An education professional publication, Education Week, recently completed a national survey to take a political snapshot of America’s educators.
Key results show that:
29% consider themselves “Liberal” or “Very Liberal”
27% consider themselves “Conservative” or “Very Conservative”
41% consider themselves Democrats
27% consider themselves Republicans
50% voted for Hillary Clinton
29% voted for Donald Trump
8% did not vote for any candidate for president
66% have contacted an elected official in the last year
33% feel their union mostly or completely does not represent their political views
See the full survey report here.
Meanwhile, journalist Rishawn Biddle recently completed an analysis of the National Education Association’s (NEA) recent annual financial report to the Department of Labor. His summary shows how one-sided and Left-leaning its expenditures are.
Likewise, the NEA and state affiliates supported Hillary Clinton with millions of dollars through contributions to electioneering organizations, campaign staff, member communications and voluntary political action committees.
Three thoughts come to mind about this study.
First, the union executives want to pretend their agenda represents the one voice of educators, but the poll shows differently. Teachers are a diverse group with wide-ranging views. Many also would eschew political activism of any sort, preferring to focus on their profession of serving students.
The union marketing machine blasts strident, far-Left advocacy and electioneering, but only 5 percent of teachers consider themselves “very liberal.” Put another way, the same number of educators voted for Donald Trump (29%) as those who consider themselves liberal or very liberal (29%). Yet those running the union choose the agenda and spend millions of dollars on very liberal causes and campaigns.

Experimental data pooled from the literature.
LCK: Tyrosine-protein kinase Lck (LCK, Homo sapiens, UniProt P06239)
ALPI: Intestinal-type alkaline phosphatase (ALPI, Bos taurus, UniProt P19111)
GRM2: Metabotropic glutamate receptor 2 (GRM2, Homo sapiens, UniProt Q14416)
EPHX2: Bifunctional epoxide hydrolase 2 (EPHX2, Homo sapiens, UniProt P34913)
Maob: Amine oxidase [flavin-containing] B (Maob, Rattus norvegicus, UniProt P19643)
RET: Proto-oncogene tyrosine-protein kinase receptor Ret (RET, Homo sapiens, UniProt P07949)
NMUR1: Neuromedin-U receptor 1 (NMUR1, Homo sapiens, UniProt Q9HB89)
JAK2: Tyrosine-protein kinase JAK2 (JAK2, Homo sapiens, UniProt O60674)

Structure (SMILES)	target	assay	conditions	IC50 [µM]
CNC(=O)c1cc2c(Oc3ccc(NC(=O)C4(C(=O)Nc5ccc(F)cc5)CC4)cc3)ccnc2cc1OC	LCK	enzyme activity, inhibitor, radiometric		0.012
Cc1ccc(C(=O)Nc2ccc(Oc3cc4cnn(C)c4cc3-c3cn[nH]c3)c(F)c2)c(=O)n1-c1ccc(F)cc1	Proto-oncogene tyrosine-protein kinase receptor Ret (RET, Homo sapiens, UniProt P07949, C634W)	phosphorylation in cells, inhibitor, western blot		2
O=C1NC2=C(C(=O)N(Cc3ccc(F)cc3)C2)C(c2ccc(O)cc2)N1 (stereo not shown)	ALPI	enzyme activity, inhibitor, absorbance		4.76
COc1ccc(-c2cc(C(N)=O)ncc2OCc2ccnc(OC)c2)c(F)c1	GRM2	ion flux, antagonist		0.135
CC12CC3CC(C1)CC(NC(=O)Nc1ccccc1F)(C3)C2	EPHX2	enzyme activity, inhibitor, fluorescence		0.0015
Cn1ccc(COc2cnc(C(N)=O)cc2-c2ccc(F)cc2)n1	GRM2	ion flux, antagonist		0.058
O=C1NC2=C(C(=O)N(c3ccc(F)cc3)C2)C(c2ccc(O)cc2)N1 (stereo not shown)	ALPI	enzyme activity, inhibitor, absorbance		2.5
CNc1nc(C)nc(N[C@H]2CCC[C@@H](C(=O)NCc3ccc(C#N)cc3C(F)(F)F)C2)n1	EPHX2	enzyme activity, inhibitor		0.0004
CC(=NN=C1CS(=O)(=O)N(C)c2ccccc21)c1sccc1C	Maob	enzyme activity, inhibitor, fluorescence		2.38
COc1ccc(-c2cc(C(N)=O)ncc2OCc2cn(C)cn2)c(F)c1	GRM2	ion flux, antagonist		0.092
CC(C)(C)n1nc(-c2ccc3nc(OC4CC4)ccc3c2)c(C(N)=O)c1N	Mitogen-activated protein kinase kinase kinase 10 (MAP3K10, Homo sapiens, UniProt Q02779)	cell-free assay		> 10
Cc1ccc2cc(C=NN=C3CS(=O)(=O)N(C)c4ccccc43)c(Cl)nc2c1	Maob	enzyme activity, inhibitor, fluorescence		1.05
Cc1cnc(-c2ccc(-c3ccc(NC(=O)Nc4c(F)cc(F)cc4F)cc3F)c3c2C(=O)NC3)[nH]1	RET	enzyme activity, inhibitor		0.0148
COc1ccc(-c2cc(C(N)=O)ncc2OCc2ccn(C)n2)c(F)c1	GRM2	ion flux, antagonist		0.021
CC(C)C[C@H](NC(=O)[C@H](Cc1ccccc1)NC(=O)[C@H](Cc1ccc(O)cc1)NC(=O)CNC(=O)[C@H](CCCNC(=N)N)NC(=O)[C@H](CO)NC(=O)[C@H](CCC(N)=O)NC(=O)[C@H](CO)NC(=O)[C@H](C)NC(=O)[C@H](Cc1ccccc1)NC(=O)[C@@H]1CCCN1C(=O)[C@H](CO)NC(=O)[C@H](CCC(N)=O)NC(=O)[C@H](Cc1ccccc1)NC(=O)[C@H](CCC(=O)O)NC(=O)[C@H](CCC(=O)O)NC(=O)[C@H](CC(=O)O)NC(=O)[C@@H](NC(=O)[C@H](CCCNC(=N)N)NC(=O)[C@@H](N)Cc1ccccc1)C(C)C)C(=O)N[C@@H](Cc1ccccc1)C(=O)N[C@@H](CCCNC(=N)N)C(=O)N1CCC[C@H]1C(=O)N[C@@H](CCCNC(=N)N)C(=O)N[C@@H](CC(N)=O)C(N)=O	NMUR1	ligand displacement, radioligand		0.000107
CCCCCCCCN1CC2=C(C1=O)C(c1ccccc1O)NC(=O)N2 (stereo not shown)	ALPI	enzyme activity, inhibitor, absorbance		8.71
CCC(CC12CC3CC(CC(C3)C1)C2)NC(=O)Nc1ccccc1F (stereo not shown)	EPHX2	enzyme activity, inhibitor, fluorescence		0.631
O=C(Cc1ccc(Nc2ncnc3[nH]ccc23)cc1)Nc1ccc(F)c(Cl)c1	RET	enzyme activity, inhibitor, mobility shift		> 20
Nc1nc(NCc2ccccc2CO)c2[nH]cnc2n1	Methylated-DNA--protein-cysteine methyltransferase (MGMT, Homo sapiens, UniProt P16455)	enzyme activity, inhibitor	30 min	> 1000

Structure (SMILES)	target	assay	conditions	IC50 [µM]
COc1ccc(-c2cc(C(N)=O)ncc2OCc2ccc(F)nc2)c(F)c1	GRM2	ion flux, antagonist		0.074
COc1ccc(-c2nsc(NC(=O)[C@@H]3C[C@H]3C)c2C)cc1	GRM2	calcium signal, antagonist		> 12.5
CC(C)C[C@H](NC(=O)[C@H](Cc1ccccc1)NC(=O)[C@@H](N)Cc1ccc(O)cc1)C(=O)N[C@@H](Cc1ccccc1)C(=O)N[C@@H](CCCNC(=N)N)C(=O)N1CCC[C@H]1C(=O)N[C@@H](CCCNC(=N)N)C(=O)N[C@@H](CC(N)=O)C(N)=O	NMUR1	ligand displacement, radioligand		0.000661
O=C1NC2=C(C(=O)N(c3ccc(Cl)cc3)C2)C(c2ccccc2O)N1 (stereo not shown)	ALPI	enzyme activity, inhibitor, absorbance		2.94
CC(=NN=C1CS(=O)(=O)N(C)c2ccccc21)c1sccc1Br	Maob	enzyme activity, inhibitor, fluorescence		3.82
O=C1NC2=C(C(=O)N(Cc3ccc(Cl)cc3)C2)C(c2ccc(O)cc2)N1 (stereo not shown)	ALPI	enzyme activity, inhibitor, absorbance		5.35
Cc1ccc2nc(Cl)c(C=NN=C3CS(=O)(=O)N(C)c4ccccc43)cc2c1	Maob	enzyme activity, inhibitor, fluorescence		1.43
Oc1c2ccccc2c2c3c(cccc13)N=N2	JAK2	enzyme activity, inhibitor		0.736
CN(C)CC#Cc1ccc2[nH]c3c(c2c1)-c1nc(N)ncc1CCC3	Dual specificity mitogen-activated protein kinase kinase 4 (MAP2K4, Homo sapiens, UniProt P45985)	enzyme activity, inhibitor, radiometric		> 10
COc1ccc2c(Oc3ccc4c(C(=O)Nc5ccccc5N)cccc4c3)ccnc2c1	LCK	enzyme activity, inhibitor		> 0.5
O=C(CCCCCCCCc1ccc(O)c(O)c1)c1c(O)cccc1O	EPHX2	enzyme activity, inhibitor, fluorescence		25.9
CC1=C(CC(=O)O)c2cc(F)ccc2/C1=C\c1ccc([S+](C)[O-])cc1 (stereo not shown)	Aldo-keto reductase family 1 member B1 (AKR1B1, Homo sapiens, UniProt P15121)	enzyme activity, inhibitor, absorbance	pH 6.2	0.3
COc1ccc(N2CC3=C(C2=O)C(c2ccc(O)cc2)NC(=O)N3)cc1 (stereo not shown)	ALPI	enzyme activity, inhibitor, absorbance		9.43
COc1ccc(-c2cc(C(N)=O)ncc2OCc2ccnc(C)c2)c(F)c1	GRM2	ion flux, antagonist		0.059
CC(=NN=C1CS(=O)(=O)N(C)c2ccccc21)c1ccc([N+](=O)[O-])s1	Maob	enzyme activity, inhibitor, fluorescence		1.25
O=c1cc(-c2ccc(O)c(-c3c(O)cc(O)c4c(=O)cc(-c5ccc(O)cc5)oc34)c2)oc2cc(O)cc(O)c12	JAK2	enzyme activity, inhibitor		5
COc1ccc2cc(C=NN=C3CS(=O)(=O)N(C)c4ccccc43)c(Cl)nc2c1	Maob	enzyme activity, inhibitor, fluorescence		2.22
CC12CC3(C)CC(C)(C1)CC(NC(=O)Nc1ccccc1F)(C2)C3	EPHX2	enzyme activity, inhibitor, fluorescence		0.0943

Second, the hundreds of thousands of Trump-supporting educators are having their civil rights violated when they are forced to fund Hillary Clinton. Private organizations should not have the power to end someone’s career if they don’t fund a radical political agenda they don’t agree with.
This fact has been consistently affirmed by the U.S. Supreme Court, and the union is obligated to give these teachers their money back (learn how to get the refund here). It may be that the clunky refund process is found unconstitutional by the US Supreme Court when it considers the Janus v. AFSCME in 2018, and teachers will get to choose.
Third, public education as a monolithic enterprise is operated by those with a world view which is growing less representative of the people whose children are taught in those schools. In the past, public educators worked very hard to teach a neutral world view, but recently the NEA has sought to leverage its monopoly by indoctrinating in the name of “social justice” as it defines the term.
The union’s massive spending to block education options for families certainly is motivated by its organizational financial interests in dues cash flow. But could it also have something to do with preserving the power to stamp its ideology on the next generation?